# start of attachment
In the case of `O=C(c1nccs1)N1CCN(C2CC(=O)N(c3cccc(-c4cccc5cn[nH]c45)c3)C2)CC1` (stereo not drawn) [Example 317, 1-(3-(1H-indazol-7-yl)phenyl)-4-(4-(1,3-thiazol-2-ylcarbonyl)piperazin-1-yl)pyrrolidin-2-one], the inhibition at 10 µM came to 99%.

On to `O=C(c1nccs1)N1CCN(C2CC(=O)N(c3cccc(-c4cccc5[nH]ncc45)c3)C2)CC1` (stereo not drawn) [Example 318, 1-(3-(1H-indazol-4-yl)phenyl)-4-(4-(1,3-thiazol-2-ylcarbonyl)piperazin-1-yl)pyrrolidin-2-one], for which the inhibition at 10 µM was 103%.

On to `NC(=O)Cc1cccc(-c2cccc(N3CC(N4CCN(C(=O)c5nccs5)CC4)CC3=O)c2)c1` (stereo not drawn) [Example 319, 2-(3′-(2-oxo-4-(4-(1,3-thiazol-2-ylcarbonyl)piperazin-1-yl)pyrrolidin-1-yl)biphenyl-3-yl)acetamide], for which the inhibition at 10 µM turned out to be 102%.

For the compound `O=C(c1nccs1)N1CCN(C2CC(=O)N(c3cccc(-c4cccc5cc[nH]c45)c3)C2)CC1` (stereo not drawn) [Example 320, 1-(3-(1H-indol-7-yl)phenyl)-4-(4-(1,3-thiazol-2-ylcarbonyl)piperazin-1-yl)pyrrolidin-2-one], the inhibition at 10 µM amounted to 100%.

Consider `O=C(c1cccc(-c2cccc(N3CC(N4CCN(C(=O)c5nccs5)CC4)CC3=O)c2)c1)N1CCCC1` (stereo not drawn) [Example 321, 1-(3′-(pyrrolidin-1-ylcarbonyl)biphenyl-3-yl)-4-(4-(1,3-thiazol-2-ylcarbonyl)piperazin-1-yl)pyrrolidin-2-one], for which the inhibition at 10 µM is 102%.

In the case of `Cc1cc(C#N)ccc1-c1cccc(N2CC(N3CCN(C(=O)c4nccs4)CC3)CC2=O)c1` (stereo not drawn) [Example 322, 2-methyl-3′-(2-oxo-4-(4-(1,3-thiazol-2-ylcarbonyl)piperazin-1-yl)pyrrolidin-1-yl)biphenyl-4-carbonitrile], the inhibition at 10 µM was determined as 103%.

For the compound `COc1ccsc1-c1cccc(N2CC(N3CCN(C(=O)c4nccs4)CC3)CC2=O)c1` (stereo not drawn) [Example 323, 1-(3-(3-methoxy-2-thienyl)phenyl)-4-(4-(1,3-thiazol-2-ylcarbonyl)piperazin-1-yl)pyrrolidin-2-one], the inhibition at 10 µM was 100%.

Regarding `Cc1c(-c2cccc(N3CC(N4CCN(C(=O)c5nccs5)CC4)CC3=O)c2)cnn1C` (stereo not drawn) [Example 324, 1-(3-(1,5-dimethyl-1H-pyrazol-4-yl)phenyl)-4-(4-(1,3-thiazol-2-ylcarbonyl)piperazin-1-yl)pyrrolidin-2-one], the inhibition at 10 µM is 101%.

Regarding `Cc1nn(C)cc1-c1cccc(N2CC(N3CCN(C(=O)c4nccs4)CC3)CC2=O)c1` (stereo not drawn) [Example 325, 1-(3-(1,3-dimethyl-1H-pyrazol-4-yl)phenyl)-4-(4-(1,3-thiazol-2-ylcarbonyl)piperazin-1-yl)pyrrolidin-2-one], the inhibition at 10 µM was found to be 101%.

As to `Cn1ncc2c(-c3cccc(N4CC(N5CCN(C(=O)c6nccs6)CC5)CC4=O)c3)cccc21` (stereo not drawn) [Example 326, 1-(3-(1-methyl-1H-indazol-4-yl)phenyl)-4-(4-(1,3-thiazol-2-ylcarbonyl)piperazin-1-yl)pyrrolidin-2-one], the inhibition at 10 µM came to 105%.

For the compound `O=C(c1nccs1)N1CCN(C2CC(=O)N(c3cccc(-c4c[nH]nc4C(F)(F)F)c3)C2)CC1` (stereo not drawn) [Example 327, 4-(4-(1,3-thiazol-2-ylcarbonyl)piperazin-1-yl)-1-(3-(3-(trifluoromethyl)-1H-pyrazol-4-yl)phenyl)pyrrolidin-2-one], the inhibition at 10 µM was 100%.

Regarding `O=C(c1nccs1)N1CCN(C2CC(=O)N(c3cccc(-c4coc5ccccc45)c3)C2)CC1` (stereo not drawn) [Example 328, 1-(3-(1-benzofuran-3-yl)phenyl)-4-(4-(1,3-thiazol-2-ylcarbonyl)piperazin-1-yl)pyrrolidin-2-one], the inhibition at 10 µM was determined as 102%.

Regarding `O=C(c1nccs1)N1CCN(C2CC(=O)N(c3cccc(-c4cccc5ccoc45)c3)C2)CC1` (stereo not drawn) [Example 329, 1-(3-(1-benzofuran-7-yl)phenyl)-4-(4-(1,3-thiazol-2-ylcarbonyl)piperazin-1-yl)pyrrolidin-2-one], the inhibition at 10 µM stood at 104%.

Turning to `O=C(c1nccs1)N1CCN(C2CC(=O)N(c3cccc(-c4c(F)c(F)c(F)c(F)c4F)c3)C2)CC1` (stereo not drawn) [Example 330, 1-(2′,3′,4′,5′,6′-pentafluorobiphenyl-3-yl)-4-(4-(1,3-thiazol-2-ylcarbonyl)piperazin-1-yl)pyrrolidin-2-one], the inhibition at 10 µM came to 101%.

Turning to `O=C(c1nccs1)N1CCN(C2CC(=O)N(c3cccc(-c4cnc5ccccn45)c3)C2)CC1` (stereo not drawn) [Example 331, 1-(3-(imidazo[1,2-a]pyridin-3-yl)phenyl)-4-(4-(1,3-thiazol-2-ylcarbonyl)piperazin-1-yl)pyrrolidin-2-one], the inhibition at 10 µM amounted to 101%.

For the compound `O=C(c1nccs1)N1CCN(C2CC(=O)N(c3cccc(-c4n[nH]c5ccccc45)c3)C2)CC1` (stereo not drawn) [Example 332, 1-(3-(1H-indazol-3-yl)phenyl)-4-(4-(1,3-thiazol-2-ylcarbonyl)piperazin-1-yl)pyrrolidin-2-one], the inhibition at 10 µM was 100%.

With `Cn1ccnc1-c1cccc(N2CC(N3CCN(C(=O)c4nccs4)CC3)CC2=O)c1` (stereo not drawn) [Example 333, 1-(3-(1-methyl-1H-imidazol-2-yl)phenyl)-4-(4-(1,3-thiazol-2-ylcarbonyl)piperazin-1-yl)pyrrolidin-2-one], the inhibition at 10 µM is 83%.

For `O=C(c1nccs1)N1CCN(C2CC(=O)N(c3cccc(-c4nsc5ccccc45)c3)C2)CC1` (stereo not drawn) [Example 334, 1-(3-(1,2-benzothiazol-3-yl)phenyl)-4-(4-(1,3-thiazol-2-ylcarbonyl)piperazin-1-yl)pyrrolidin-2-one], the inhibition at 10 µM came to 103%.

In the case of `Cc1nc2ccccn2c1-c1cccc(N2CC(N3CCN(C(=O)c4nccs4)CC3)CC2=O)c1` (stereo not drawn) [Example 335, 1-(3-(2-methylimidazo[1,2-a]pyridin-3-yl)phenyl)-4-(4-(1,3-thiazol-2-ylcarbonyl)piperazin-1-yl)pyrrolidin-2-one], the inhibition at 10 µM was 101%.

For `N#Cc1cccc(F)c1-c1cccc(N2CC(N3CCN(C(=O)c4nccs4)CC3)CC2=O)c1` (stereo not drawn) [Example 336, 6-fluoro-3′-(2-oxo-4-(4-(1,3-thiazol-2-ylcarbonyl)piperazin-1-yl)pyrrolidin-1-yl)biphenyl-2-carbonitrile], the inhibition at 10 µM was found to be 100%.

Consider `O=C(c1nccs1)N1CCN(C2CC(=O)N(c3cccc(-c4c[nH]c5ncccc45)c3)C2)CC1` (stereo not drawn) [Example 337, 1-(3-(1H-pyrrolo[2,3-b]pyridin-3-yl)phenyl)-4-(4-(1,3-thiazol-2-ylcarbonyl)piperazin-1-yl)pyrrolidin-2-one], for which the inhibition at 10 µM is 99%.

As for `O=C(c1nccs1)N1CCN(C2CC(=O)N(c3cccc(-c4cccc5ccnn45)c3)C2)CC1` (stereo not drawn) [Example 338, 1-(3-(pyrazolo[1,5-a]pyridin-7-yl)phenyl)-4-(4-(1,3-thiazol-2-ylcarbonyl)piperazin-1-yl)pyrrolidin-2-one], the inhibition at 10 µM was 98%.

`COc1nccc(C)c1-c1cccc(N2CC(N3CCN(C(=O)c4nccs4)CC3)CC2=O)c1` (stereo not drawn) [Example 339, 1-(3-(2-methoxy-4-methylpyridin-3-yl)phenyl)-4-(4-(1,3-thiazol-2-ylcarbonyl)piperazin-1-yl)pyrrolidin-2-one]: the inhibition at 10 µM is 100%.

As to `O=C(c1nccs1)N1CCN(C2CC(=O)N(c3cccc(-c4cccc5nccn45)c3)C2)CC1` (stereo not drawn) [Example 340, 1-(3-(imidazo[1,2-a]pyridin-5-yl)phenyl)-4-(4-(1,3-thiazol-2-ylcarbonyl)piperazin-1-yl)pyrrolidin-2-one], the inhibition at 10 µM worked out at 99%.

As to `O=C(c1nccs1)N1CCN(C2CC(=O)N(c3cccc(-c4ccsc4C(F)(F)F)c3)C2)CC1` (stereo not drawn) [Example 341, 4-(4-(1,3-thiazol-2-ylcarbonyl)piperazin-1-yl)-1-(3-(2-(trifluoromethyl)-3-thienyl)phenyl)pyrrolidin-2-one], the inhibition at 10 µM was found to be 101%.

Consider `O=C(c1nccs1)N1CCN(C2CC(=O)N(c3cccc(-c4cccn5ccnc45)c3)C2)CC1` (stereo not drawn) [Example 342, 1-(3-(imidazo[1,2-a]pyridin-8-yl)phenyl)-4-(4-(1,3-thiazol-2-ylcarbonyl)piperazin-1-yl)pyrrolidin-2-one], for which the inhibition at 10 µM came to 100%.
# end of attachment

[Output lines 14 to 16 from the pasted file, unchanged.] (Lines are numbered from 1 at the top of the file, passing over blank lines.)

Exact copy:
Turning to `O=C(c1nccs1)N1CCN(C2CC(=O)N(c3cccc(-c4c(F)c(F)c(F)c(F)c4F)c3)C2)CC1` (stereo not drawn) [Example 330, 1-(2′,3′,4′,5′,6′-pentafluorobiphenyl-3-yl)-4-(4-(1,3-thiazol-2-ylcarbonyl)piperazin-1-yl)pyrrolidin-2-one], the inhibition at 10 µM came to 101%.

Turning to `O=C(c1nccs1)N1CCN(C2CC(=O)N(c3cccc(-c4cnc5ccccn45)c3)C2)CC1` (stereo not drawn) [Example 331, 1-(3-(imidazo[1,2-a]pyridin-3-yl)phenyl)-4-(4-(1,3-thiazol-2-ylcarbonyl)piperazin-1-yl)pyrrolidin-2-one], the inhibition at 10 µM amounted to 101%.

For the compound `O=C(c1nccs1)N1CCN(C2CC(=O)N(c3cccc(-c4n[nH]c5ccccc45)c3)C2)CC1` (stereo not drawn) [Example 332, 1-(3-(1H-indazol-3-yl)phenyl)-4-(4-(1,3-thiazol-2-ylcarbonyl)piperazin-1-yl)pyrrolidin-2-one], the inhibition at 10 µM was 100%.